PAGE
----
Earlier this year the Federal Ministry of Justice released the second edition of the brochure, Law - Made in Germany. For those readers who do not know the brochure, it is the product of an umbrella group of German professional organizations known as the Bündnis für das deutsche Recht. A purpose of the Bündnis, as stated at its founding in 2008, and of the brochure, is to improve the position of German law in the ― "international competition of legal systems" (internationalen Wettbewerb der Rechtsordnungen). Catalyst for founding of the Bündnis and for publication of Law - Made in Germany was the 2007 publication by The Law Society of England and Wales of the brochure England and Wales: The jurisdiction of choice — dispute resolution.
The issue of the second edition of Law - Made in Germany is an appropriate moment to consider what improving the position of German law in international competition means. I see at least two different, but not mutually exclusive, goals. The one stems from the brochure’s origin as counterpoint to the English brochure: to encourage non-Germans to bring their commercial disputes to Germany to be decided (forum shopping) and, related to that goal, to locate their businesses in Germany (location decision). The other goal is to raise appreciation of German law abroad and thereby, perhaps, to encourage voluntary adoption, adaptation or approximation abroad of some of its elements (reception of law).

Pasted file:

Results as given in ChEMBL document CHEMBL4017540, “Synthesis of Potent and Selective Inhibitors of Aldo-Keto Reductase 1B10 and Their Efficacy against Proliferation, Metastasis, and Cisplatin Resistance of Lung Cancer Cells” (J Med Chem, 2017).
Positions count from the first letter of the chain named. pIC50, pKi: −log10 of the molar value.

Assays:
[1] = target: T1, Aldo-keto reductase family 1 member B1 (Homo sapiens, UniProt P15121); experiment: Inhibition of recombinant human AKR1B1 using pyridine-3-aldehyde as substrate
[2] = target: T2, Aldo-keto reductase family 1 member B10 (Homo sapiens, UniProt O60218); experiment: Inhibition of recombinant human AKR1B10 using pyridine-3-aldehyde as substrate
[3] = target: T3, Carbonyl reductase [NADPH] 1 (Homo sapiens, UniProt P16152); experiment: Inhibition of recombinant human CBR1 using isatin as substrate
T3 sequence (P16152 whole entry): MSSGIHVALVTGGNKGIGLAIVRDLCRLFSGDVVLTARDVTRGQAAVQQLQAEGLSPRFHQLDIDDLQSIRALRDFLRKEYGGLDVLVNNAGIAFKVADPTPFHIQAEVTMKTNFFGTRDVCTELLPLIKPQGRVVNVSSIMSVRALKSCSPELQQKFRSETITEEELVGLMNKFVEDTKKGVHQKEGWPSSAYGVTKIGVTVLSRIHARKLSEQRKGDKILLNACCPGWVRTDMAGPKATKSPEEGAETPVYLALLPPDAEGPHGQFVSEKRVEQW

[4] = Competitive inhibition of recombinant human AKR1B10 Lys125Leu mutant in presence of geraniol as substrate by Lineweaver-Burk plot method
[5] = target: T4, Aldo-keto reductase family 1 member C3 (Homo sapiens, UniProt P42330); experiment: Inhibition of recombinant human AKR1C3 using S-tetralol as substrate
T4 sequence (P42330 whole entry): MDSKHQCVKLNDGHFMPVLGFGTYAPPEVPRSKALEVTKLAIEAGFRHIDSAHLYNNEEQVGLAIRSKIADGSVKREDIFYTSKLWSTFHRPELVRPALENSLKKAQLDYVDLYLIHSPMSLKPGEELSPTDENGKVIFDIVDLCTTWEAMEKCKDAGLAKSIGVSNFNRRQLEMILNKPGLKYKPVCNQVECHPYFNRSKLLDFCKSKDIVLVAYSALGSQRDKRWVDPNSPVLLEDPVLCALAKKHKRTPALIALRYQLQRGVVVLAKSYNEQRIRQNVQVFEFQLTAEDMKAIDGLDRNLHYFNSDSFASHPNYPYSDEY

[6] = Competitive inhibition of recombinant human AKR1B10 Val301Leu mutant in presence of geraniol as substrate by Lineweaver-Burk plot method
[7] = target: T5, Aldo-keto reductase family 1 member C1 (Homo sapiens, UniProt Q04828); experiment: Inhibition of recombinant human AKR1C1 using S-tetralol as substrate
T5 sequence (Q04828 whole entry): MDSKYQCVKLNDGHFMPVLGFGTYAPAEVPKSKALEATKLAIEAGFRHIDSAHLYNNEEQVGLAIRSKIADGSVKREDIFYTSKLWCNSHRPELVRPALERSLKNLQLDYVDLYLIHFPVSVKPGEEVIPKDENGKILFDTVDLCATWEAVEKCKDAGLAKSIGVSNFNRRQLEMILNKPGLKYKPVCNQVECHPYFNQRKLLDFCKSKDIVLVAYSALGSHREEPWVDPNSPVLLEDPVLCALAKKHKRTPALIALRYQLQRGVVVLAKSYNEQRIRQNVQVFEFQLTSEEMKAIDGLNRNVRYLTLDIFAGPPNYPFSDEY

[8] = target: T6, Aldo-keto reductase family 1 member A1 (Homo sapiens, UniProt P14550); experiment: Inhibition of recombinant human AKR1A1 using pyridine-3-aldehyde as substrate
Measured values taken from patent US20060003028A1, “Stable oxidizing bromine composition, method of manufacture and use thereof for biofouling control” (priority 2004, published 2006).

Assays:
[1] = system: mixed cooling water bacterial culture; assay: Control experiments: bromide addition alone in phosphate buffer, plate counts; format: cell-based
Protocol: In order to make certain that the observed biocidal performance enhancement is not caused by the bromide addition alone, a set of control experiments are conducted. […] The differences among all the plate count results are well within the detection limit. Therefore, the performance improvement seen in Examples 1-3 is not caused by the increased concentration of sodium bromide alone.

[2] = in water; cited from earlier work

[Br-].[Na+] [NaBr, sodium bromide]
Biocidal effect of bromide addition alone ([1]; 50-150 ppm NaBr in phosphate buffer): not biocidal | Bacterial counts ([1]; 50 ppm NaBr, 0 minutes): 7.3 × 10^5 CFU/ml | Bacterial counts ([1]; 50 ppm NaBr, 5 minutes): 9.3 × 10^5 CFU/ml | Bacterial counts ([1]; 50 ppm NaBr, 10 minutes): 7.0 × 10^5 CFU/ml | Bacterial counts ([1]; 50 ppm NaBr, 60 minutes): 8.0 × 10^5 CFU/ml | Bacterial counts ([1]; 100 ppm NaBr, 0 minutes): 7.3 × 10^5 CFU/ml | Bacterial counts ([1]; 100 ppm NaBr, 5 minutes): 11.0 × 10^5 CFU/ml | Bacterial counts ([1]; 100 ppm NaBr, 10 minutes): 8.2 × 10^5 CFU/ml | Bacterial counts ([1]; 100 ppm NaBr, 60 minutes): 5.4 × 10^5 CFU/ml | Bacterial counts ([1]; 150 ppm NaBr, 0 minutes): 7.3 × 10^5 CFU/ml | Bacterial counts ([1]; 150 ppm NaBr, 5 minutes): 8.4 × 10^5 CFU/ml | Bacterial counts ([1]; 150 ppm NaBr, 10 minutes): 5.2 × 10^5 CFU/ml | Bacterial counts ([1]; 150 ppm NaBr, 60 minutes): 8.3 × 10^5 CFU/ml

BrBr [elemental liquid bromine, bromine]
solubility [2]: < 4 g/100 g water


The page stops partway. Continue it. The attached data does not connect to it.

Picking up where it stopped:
Law – Made in Germany: Global Standort or Global Standard?, in Deutsche Beratung bei Rechts- und Justizreformen im Ausland - 20 Jahre Deutsche Stiftung für Internationale Rechtliche Zusammenarbeit (Stefan Hülshörster, Dirk Mirow (eds. 2012)